Best Practice

The features of effective, high-quality RSE

Ahead of the deadline for entry to the 2021 Relationships and Sex Education Awards, Lucy Emmerson considers the features of effective, high-quality RSE provision in secondary schools

Implementing statutory relationships education, relationships and sex education and health education (RSHE) during a pandemic was never the plan. And yet it is getting close to a year since the statutory RSHE guidance (DfE, 2019) became mandatory in all schools in England and much progress has been made.

The law requires schools to provide some RSHE to all secondary-age pupils in the academic year 2020/21, but the development of a fully comprehensive programme will continue into the next academic year for many schools.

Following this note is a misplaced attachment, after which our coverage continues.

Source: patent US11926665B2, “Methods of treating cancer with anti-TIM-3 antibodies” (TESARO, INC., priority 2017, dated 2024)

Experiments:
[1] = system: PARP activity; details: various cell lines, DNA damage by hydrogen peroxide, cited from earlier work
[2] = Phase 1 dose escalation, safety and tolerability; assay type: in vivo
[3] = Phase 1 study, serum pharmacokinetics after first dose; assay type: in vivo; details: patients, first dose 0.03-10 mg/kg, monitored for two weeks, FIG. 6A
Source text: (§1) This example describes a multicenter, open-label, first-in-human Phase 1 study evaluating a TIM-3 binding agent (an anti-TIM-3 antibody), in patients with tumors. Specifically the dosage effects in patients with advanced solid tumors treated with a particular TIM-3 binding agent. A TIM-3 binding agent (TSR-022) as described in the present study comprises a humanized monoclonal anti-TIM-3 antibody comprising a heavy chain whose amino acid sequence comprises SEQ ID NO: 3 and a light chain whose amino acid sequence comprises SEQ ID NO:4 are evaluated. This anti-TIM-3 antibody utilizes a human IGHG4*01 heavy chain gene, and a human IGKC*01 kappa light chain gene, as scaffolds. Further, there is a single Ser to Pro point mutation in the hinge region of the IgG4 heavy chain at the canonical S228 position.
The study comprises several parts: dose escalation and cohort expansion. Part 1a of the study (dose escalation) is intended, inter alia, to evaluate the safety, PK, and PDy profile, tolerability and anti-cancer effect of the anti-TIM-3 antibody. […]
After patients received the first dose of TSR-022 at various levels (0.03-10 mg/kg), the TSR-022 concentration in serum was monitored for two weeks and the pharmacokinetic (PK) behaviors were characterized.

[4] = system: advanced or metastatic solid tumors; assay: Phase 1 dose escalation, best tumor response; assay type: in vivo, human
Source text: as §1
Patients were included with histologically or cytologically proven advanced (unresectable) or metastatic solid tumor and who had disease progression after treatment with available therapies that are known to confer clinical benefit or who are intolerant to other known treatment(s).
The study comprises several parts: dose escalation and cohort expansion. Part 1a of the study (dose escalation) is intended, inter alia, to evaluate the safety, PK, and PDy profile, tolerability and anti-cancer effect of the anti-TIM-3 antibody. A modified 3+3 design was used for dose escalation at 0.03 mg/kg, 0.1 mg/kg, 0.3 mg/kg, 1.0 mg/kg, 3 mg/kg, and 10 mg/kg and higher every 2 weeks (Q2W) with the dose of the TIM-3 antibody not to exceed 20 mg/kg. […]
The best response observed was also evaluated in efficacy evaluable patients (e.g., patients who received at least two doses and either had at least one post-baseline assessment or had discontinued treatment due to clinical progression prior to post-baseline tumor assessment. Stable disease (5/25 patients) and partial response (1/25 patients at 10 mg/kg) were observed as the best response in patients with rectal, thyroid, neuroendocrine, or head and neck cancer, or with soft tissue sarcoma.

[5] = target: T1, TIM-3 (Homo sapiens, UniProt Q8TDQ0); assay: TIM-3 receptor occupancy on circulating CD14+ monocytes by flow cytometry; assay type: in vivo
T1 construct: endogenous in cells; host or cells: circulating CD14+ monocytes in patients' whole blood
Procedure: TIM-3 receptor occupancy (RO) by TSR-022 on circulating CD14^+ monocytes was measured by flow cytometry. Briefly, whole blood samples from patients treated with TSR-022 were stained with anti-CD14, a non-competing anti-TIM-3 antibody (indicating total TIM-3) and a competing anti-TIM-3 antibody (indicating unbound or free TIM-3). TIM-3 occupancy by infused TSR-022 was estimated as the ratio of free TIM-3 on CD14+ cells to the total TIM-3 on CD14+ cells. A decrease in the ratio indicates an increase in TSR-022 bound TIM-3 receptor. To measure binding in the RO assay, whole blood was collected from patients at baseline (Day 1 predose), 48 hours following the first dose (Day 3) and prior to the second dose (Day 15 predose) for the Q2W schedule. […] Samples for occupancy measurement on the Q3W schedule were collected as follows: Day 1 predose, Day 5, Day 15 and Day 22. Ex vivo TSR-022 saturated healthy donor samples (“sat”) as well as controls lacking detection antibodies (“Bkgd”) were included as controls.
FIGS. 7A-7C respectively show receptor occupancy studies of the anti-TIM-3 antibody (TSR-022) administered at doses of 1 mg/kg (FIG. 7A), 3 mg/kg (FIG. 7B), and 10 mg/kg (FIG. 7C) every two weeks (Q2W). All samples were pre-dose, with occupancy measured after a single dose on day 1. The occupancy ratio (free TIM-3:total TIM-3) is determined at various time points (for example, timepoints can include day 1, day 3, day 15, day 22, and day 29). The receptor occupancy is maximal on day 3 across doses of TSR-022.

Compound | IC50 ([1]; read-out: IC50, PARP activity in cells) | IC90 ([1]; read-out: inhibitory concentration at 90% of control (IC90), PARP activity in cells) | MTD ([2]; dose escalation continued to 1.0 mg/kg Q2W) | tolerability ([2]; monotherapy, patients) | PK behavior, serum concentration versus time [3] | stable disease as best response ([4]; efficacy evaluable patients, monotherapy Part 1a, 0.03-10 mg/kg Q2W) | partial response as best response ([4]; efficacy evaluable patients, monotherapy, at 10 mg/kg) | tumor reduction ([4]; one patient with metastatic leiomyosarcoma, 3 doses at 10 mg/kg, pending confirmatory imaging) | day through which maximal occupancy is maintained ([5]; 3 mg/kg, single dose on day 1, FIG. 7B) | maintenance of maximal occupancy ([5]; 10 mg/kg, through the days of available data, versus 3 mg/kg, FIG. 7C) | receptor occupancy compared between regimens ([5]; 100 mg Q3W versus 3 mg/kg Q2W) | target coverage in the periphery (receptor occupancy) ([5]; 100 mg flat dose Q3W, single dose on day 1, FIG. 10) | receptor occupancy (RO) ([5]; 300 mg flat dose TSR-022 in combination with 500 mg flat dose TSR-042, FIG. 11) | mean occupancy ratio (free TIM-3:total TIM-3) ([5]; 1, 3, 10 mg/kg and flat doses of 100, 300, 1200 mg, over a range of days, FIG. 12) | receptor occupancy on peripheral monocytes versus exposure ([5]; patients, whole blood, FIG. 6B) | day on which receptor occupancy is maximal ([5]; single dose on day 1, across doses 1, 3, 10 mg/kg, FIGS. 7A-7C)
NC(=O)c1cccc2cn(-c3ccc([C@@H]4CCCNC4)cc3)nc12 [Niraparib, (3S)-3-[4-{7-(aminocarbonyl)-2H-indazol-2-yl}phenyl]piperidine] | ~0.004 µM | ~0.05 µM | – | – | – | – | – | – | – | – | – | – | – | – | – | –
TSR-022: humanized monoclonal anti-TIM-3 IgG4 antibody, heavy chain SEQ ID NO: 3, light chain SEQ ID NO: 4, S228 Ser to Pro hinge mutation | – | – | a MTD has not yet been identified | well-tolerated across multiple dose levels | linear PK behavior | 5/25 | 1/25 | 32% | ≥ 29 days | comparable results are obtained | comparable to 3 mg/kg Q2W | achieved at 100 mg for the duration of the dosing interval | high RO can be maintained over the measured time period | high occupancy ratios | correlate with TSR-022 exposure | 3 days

The breadth and depth of subject content introduced through the RSHE guidance has prompted many schools to make changes to timetabling and staffing, giving RSHE more teaching hours and improved status.

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